Breaking Bad: classic example of poor leadership?

Breaking bad2

Was Walter White the classic example of really bad leadership?

In Breaking Bad, we watch high school chemistry teacher Walter White transform into a ruthless crystal meth kingpin after he gets a terminal cancer diagnosis.

Walter is complex, like all of us. A sympathetic, law-abiding man gets bad news and is desperate to provide for his family. Yet at the same time he exhibits a cold and calculating side as he builds a wildly successful enterprise - but his behaviour devastates those around him.

Three things make Walter a classic example of poor leadership.

  • First, Walter puts his own needs above the needs of others, and disregards ethical limits. He poisons a child to manipulate a rival. He is secretive and manipulative, lying to those closest to him and creating a culture of fear and mistrust.
  • Second, he treats colleagues and workers badly. His protégé Jesse is constantly belittled and abused, despite loyalty and hard work.
  • Finally, he lacks accountability, blames others for his mistakes and refuses to take responsibility for his actions.

How do these behaviours compare to bad leadership in the real world?

The Winsborough team have gathered detailed feedback on leaders via 360 surveys for over a decade, and our database contains evaluations of leaders from 30,000 of their peers, direct reports and managers.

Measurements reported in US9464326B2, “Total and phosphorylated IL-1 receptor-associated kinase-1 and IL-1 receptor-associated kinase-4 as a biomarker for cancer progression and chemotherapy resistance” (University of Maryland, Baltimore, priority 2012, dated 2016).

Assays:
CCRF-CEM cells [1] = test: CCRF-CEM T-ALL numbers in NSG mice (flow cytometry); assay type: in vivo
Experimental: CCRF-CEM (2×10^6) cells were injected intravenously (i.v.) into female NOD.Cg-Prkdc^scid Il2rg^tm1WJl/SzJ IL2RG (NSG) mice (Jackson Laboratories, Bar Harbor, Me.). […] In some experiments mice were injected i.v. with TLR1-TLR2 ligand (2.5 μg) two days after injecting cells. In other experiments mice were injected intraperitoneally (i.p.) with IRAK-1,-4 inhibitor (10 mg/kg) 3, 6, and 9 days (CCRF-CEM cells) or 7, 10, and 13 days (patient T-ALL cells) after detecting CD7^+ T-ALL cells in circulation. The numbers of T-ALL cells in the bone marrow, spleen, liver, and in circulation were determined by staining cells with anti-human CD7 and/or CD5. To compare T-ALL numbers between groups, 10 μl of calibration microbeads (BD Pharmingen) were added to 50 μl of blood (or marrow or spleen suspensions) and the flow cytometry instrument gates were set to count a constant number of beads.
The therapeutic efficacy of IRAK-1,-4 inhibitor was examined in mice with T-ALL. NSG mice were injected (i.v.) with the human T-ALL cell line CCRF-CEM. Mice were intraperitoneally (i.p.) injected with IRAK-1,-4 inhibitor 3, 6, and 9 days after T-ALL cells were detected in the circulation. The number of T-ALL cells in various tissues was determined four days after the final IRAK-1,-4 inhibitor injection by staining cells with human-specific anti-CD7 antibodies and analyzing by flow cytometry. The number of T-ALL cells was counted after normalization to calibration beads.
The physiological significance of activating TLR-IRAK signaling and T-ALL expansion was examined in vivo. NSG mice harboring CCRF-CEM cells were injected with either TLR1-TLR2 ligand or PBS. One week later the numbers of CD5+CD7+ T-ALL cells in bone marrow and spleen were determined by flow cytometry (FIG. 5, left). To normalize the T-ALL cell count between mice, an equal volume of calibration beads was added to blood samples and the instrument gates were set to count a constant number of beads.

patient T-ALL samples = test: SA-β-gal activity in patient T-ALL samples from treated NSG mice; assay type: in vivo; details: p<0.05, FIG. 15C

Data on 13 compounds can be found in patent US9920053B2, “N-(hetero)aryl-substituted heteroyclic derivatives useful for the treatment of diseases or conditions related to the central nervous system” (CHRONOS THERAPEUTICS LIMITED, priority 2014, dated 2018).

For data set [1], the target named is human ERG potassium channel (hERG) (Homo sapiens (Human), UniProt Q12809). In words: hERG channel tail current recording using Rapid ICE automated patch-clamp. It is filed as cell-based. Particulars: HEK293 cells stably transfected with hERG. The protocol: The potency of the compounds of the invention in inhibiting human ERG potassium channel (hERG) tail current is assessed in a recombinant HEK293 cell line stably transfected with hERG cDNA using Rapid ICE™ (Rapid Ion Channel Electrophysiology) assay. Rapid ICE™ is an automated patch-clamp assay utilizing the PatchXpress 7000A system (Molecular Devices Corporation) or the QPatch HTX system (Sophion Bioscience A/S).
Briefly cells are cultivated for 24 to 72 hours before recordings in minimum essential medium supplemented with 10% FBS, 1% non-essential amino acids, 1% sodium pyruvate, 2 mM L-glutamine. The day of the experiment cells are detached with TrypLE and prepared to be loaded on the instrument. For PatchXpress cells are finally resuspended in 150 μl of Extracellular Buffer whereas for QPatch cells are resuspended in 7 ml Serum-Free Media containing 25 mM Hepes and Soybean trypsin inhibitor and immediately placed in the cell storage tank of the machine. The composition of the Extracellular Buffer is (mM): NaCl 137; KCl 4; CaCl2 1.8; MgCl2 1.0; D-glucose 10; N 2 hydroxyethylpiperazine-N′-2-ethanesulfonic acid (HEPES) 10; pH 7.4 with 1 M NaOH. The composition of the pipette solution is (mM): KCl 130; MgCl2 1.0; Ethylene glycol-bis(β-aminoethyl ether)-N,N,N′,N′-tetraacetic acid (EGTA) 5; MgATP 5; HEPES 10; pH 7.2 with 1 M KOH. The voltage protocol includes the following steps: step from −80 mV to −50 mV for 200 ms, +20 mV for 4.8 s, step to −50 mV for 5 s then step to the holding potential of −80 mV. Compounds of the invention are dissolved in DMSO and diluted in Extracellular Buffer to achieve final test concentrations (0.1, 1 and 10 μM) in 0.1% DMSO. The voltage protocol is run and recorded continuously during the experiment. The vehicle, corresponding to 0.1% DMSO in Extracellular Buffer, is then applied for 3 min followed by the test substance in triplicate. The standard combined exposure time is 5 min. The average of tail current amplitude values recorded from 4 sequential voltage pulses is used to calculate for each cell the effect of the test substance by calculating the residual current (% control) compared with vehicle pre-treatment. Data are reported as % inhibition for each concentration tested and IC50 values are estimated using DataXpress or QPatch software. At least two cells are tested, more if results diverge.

In the spirit of Breaking Bad, we examined the ratings of the lowest rated 10% of leaders to look for common patterns of behaviour.

The bad news: There are nearly 600 Walter Whites in our files.

The poorer leaders in our survey got very low scores for self-awareness, learning from others and handling mistakes constructively. That is, they ignore their own shortcomings, fail to take feedback and don’t take accountability. These leaders are rude, rigid and righteous.

They also don’t pay attention to the needs of people around them. That is, they don’t coach or mentor, and they don’t energise, inspire or provide feedback.

Perhaps worst of all, they fail to create an environment of psychological safety. Ideas and innovation can only occur when people feel able to express their thoughts, feelings and ideas.

These are bald facts - to give a flavour of what bad leaders are like from those who work for them, we took a few verbatim comments from our surveys. These are all real.

  1. STOP questioning people as if you think we are dumb.
  2. [they] demands ideas from us in isolated meetings and then presents them as their own to bosses.
  3. There are racist comments and sexist comments all the time. It creates a very bad environment. None of us feels very safe.
  4. [they] lies when they doesn’t need to.
  5. [they] creates drama and tries to unsettle people.
  6. [Leader] needs to realise that their competitive drive with their own staff is destructive to teamwork. 

The moral of Walter White is that unenlightened self-interest makes for bad leadership. Organisations underestimate the corrosive effects of bad leadership and discount the hurt and pain that incompetent leaders inflict – never mind the financial costs.

Investing in getting the real story about your leaders – via a 360º survey - is the first step to building a great work culture.

Download our brochure now, or book a Winsborough 360 here   https://www.winsborough.co.nz/our-tools/leader-360  


Need more information? Contact the Winsborough Team:
winsborough.co.nz | 0800 222 061 | support@winsborough.co.nz